According to its website, because of its location at the northernmost tip of the island a couple hundred feet above sea level, Kīlauea Point provides a great vantage point for viewing marine life. At least eighteen species of toothed whales and dolphins, and five species of sea turtles are known to inhabit Hawaiian waters, but most will never be seen due to their lack of abundance, their behavioral patterns, and/or how far out to sea they live. Luckily though, there are three species of marine mammals and one marine reptile that can be observed by visitors at the Refuge. Here are brief descriptions from the website.
Hawaiian Monk Seal – ‘īlio-holo-i-ka-uaua
The Hawaiian monk seal is endemic to Hawaii and is a highly endangered species. Research and protection efforts are focused on conserving monk seals but the survival of this rare species still hangs in the balance. In recent years more of the seals have been moving down to the main inhabited islands from the remote northwestern Hawaiian Islands. Visitors and residents are learning how to appreciate this rare animal without interfering with it.
Humpback Whale – koholā
The humpback whale is also a federally endangered species. It migrates to Hawaii from Alaskan waters in November and December and remains here until April. During their overwintering time In Hawaii these baleen whales do not actively feed (krill is their food of choice and not found in Hawaii), but they do come here to give birth and to mate.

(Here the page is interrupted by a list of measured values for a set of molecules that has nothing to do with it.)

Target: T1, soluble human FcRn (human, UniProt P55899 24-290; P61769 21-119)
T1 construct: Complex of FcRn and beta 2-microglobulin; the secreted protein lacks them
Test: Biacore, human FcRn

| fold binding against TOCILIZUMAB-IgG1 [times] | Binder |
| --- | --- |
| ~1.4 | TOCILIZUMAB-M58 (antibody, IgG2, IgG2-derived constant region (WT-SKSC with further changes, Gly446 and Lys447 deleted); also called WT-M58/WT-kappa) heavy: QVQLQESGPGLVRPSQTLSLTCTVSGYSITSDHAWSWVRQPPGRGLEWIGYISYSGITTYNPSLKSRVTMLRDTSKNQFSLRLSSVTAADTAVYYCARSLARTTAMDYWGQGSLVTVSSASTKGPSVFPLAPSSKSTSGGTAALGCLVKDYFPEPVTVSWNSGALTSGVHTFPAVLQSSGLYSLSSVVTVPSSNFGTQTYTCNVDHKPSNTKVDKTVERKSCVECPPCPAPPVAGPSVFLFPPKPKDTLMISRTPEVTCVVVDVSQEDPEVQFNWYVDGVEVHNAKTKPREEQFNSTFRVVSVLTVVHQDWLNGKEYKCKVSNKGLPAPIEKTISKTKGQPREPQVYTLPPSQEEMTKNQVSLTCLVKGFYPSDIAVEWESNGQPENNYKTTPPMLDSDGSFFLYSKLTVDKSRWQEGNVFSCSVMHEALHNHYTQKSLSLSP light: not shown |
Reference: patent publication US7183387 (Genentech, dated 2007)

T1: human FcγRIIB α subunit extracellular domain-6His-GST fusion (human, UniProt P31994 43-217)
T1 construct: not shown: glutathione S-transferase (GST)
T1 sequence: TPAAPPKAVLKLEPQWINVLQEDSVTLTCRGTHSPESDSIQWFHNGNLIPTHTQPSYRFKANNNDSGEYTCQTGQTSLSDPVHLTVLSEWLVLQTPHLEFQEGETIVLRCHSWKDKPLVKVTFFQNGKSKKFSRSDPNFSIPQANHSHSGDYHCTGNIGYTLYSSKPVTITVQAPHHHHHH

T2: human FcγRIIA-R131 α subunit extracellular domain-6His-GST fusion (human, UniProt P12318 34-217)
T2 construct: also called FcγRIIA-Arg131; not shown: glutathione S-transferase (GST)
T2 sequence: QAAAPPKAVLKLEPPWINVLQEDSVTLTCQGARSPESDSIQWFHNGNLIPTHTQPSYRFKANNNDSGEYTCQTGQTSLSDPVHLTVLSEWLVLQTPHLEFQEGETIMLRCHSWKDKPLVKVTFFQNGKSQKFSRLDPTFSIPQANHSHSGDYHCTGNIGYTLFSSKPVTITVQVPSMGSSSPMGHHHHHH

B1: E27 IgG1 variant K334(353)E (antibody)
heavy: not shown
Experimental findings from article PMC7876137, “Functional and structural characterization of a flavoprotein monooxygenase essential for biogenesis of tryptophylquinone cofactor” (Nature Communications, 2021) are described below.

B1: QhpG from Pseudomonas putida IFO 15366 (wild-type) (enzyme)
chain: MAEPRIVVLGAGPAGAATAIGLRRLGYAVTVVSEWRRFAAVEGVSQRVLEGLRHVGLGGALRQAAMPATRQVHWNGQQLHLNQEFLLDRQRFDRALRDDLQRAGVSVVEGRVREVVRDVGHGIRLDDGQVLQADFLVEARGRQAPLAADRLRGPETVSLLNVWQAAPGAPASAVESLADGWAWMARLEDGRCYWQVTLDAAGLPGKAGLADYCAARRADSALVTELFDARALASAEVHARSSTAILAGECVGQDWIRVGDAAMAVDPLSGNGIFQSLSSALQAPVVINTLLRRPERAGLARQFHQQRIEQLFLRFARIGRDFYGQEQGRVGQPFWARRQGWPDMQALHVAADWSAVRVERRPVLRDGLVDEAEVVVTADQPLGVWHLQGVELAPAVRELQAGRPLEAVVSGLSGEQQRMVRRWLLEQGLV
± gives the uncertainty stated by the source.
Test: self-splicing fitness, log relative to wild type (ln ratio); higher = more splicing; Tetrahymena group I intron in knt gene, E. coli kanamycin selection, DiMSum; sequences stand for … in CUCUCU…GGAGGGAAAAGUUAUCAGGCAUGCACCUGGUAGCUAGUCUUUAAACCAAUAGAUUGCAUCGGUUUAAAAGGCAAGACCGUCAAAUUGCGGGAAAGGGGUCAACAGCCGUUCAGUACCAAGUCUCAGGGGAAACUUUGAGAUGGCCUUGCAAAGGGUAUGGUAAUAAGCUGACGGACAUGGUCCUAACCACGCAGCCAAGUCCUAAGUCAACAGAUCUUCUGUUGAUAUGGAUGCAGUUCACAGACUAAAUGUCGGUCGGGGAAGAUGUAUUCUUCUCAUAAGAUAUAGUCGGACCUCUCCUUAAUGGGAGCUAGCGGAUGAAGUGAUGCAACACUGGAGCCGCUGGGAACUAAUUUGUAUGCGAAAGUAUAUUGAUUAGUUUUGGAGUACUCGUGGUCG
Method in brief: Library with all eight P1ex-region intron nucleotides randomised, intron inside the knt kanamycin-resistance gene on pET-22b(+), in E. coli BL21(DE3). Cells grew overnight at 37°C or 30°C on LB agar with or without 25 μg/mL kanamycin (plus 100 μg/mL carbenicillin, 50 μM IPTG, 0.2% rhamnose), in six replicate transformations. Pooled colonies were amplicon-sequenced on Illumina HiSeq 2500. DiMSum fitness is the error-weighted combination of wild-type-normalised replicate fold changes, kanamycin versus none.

Spinner Dolphin – nai`a
Spinner dolphins are most often seen from the refuge in the summertime when dolphin groups, called pods (sometimes consisting of more than fifty individuals!) tend to frequent the bay to the west of the lighthouse. Visitors are treated to the views of these dolphins as they repeatedly leap from the water in a spinning motion and splash down dramatically – thus the name “spinner” dolphin. Their acrobatics are unmistakable and entertaining.
Pacific Green Sea Turtle – honu
The green sea turtle found in Hawaiian waters is known as the Pacific green sea turtle, but people in Hawaii more commonly use the Hawaiian name “honu.” The Pacific green sea turtle is a threatened species and is protected under state and federal laws. The honu is the turtle most likely to be seen by swimmers, snorkelers, and divers in Hawaii, but also by visitors to Kīlauea Point.
The panoramic views of the rocky coastline, and the surrounding green mountains, show the incredible beauty of Kauai. “Such a great vantage point for amazing photo shots. You feel like you are right on the edge of the world, as you are looking at the lighthouse, standing on the edge of the cliff. It can be a little crowded, and I’m not sure when would be a good time to go. This is definitely a must-see if you are visiting Kauai and trying to get really good photo shots.” Colton Puckett, August 2018.
Visitor Center and Bookstore
The visitor center has several educational displays and videos to enhance your experience. At the well-stocked bookstore you will find a wide variety of quality educational products to help you understand the natural environment and natural history of the Kaua‘i National Wildlife Refuges, Kaua‘i and the Hawaiian Islands as a whole.
Location of the Kilauea Lighthouse:
Driving from Princeville, head south, toward Lihue, until you come to the Shell gas station. Turn left on Kolo Road, then left again on Kīlauea Road and drive 2 miles to the refuge entrance. There you may stop and view the lighthouse from the entrance. All visitors entering the refuge are required to drive down into the designated parking area. Parking is free.
An entry fee of $5 (cash only) is required for adults 16 and older. Children under 16 are free. All Federal Recreational Lands Passes are honored here. Passes are available for purchase at the refuge.
Tuesday through Saturday from 10am – 4pm.
Call for guided tour days and hours: (808) 828-0384